While many business leaders are now willing to concede that the private sector alone cannot solve our health care crisis, they are, with very few exceptions, opposed to ceding control to the government. A growing number in large corporations are prepared to support a pay-or-play approach if it includes meaningful cost controls. But these same potential allies for comprehensive reform find a Canadian-style approach ideologically, or otherwise, repugnant.
The insurance industry clearly cannot accept a Canadian-style program, which at most would give them a minor role in financial administration. Since the industry is among the most powerful lobbies in Washington and one of the largest contributors to election campaigns, its opposition to such a program is no minor matter. The industry is not, however, directly threatened by reform that preserves employer-provided private insurance. Although the insurers would strongly resist regulation, they are unlikely to fight with the same fervor as if their very existence were at stake.
Will Holding Out for the Best Hold Up the Possible?
The Canadian model has much promise for this country. But in the history of social reform, advocates for change have missed many opportunities for constructive progress by holding out for an "ideal" solution. Near the end of the Nixon administration in 1974, both Republicans and Democrats were backing national health insurance plans. President Nixon had introduced a proposal that required employers to provide health insurance. Senator Edward Kennedy teamed up with Wilbur Mills, chairman of the House Ways and Means Committee, to offer a considerably more comprehensive plan. Progress was scuttled, however, when organized labor opposed the Kennedy-Mills compromise in the expectation that the post-Watergate elections would produce a veto-proof majority for national health insurance. The Democrats did pick up many more House and Senate seats in 1974, but this did not translate into the necessary increased support for national health insurance; nor did winning the presidency in 1976.
Will history repeat itself? It is too early to tell. But because some reformers will accept nothing less than the Canadian model, advocates of change have so far been unable to unite behind an approach that can win congressional approval. As a result, George Bush and the special interests have been able to keep comprehensive health care reform off the Congressional agenda.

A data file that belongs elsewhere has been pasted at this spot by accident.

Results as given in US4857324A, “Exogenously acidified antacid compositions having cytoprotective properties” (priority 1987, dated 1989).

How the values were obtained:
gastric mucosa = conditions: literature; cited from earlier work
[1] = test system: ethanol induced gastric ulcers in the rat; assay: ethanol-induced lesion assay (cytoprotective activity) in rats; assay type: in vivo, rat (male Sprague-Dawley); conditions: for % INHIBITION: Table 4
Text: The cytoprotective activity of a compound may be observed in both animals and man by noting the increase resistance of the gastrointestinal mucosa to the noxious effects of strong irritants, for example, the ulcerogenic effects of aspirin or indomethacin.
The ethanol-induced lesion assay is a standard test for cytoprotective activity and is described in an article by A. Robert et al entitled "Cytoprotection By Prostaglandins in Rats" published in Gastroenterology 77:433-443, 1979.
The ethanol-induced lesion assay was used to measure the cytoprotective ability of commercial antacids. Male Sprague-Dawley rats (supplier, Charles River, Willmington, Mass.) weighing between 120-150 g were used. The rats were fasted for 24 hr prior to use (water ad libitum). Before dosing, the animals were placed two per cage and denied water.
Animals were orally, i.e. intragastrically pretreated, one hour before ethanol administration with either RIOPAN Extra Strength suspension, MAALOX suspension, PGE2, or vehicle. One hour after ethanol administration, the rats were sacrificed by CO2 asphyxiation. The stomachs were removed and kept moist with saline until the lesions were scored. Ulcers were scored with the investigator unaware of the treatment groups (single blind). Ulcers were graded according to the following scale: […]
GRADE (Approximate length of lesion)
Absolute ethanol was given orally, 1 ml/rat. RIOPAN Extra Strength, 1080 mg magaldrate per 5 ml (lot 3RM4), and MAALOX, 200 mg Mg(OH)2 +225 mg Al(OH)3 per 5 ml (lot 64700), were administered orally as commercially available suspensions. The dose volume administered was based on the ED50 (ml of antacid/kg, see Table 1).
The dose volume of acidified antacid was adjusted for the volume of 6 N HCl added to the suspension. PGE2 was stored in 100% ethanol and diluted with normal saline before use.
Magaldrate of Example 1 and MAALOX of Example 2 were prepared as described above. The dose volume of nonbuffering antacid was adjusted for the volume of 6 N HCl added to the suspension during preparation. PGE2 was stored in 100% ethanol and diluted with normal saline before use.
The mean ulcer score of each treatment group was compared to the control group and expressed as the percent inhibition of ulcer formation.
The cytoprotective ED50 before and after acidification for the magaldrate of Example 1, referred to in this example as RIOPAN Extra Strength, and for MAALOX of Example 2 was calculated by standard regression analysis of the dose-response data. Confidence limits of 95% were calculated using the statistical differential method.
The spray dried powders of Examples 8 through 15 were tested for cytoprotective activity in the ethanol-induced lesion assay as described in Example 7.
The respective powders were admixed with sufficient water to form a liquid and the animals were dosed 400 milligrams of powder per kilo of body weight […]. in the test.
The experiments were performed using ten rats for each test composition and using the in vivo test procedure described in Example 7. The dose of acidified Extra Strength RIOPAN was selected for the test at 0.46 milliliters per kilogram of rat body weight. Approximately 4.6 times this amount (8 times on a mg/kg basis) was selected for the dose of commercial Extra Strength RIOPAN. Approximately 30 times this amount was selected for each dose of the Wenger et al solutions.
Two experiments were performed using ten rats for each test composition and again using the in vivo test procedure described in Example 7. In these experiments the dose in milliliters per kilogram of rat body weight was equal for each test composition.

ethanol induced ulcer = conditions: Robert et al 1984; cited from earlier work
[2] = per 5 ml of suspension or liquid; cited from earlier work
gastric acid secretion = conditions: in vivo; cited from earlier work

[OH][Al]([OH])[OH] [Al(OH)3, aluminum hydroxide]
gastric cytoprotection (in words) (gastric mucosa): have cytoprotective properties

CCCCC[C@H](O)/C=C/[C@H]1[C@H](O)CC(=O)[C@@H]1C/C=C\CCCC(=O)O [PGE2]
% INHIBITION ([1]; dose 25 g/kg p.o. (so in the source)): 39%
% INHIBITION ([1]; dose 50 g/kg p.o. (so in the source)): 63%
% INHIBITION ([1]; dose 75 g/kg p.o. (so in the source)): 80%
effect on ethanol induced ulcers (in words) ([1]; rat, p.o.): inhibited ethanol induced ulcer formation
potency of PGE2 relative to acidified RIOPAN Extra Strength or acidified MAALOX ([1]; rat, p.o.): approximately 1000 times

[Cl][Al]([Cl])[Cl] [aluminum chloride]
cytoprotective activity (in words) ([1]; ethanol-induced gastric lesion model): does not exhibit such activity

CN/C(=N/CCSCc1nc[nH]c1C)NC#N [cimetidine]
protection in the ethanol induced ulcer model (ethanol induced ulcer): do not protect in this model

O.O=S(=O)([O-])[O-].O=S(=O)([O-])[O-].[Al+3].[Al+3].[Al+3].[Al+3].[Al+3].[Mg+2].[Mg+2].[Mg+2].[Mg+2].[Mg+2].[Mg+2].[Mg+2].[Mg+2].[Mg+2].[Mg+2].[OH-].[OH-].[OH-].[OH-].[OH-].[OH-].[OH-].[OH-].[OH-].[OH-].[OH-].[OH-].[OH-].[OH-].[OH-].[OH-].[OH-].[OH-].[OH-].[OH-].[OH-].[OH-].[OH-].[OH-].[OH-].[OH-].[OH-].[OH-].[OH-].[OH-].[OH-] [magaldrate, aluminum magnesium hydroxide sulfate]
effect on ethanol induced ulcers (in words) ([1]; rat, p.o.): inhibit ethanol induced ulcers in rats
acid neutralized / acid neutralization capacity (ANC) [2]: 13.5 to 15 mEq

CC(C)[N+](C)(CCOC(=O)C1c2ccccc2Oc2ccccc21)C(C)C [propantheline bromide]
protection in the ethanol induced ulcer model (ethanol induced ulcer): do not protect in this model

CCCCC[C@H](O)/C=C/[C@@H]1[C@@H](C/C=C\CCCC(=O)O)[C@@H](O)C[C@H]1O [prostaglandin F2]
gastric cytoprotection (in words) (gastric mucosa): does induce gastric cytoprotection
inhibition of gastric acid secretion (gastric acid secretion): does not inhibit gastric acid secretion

Holding out for the Canadian approach leaves the key pay-or-play policy issues in the hands of the provider and insurance lobbies. Those crucial issues include the presence or absence of effective cost containment measures, the scope of mandated benefits, and the details of private insurance reform. Disengagement on these issues by the advocates of comprehensive reform could weaken the legislation that ultimately passes.
The magnitude of the current crisis creates a historic opportunity to assemble a broad-based coalition for comprehensive reform. Only if the constituencies for reform unite will the Democratic party be capable of taking the issue into the 1992 elections and putting President Bush in the position where he has to respond with an initiative. This is the dynamic that can put health care reform at the top of the agenda for the next Congress.
Despite the appeal of the Canadian system, a plan based on a pay-or-play system has the best chance to win the broadest support and overcome the most difficult obstacles. By building upon our current system, pay-or-play is more ideologically acceptable. It does not require vast tax increases. It already has a base of support among business, labor, and consumer groups and in Congress. It can be designed to include significant subsidies for small, low-wage businesses, thereby potentially dividing their opposition. And it maintains a role for private insurance, thereby preventing a full-scale attack by insurers.
According to the Pepper Commission, the federal price tag for this kind of system is an estimated $24-$30 billion per year for acute care, plus approximately $44 billion if long-term care were added. The governmental costs are so vastly lower than under the Canadian model because most health insurance would still be financed by employers and much of the cost of new coverage would be borne by employers not now providing coverage.
The new federal funds could be raised largely from excess Social Security reserves. In 1996 the Social Security trust fund will have reserves sufficient to pay eighteen months of benefits, a reserve level deemed sufficient even by conservative Social Security actuaries. Yet, in that year, $56 billion in reserves above the eighteen-month payout level will be collected. This extra reserve is roughly equivalent to 1 percent of payroll taxes for employers and employees. If this 1 percent in payroll taxes were shifted to health care, universal health insurance on a pay-or-play model could mostly be financed without adding new taxes. (Such a shift in Social Security financing, however, would require increased payroll taxes beginning around 2010 to help finance benefits for baby boomers.)